Having the right institutions and processes in place to cope with increasing demands on water resources, under threat from climate change, is key to ensuring a clean and plentiful supply of water for the world’s growing population.
During the International Water Association's World Water Congress in Montreal, Canada, IUCN says that good governance and capacity to cope with the challenges facing water resources in a changing climate is needed. Some 3,000 water experts from around the world are gathering for the Congress, which takes place 19 to 24 September.
“Global change will create many challenges in the next 40 years,” says Mark Smith, Head of IUCN’s Water Programme. “Expanding population, economic growth and accelerating urbanisation will place new demands on water systems. Climate change is projected to intensify water stress and hazards, putting pressure on food, water and energy security. River basins will change, and water systems and water resources management will have to provide solutions.”
During the Congress, IUCN will be looking at the problems facing river basins of the future, which will not only have to meet an increased demand for water but will also have to provide for the natural environment. If managed properly, that demand will be met, but with bad management, the water crisis can quickly degenerate. IUCN says that strategies have to be put in place to form a vision for water in 2050, around which workable plans can be made for transformation of water systems. Water professionals, local government, policy makers and investors are all critical in making such plans work. Short-term, targeted actions can help the world get back on track but long term commitments to action are needed for today’s water problems to turn into water solutions.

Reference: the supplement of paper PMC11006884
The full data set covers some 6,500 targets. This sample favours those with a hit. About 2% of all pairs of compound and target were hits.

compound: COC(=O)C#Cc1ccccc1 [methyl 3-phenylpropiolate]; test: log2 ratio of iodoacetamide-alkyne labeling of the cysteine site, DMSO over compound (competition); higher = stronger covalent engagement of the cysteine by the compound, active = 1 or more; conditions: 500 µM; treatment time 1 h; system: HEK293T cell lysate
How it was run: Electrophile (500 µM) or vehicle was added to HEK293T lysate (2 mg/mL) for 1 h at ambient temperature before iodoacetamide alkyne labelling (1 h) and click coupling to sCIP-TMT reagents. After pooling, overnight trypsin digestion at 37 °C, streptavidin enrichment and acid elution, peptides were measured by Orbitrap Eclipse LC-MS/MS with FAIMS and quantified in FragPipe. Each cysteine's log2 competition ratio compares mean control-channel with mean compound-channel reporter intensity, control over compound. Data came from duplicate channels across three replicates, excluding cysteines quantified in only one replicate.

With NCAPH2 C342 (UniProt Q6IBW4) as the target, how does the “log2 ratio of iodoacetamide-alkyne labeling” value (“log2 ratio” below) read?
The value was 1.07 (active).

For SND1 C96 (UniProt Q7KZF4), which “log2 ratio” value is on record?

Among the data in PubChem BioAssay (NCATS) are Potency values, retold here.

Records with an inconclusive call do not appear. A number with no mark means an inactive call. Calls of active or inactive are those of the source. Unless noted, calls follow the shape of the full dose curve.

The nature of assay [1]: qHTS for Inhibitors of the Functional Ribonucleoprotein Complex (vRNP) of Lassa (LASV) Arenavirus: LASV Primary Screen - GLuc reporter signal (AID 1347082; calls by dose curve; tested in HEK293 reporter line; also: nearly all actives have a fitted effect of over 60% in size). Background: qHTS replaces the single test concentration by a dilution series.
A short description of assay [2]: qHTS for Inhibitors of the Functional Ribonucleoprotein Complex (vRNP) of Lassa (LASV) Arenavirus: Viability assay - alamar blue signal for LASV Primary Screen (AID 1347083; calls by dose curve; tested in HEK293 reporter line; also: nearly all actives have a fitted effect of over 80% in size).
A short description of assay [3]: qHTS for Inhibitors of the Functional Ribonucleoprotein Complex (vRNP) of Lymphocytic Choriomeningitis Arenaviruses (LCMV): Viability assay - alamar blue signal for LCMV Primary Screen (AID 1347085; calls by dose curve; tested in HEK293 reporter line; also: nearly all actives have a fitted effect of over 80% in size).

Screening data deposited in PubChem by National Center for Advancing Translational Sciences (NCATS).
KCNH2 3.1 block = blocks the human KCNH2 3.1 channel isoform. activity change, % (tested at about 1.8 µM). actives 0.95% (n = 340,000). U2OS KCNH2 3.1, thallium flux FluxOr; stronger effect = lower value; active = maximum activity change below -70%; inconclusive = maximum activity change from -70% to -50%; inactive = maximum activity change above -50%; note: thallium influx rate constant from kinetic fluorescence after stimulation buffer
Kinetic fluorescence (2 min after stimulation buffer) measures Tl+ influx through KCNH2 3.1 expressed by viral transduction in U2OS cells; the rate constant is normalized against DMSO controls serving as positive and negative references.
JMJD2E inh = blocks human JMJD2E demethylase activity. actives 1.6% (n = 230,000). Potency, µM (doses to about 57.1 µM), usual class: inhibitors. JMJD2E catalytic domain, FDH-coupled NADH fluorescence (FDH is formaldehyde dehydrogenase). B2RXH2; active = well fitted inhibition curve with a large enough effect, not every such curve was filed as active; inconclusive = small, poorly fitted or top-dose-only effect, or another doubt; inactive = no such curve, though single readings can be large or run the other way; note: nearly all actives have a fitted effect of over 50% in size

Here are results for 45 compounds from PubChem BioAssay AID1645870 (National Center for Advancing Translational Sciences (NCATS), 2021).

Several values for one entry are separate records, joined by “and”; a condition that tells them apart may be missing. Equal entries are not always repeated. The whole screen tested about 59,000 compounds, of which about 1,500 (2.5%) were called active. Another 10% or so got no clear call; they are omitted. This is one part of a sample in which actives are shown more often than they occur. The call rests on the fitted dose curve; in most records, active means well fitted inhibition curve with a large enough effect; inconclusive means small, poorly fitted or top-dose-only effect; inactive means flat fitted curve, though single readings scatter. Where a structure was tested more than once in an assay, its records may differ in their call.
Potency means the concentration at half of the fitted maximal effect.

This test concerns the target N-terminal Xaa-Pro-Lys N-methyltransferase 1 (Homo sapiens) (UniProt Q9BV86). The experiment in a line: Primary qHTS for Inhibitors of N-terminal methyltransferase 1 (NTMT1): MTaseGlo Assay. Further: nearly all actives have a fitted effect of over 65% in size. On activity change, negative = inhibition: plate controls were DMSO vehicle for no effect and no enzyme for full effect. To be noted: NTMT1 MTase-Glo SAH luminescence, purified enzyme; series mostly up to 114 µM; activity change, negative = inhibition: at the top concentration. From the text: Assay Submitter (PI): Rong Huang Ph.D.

“Both man-made and natural infrastructures are needed to meet the multiple and complex goals of water resource management. Investment needs to be made to secure the resources we currently have and, as part of this, decision makers need to recognize the vital services that a healthy natural environment provides, particularly as communities adapt to the effects of climate change,” adds Mark Smith. “Well-managed floodplains reduce the vulnerability of cities downstream, intact mangroves buffer coasts against storms, and healthy forests and wetlands reduce disaster risks.”
For more information or to set up interviews, please contact:
• Nicki Chadwick, IUCN Media Relations Officer, t +4122 999 0229, m +41 79 528 3486, e [email protected]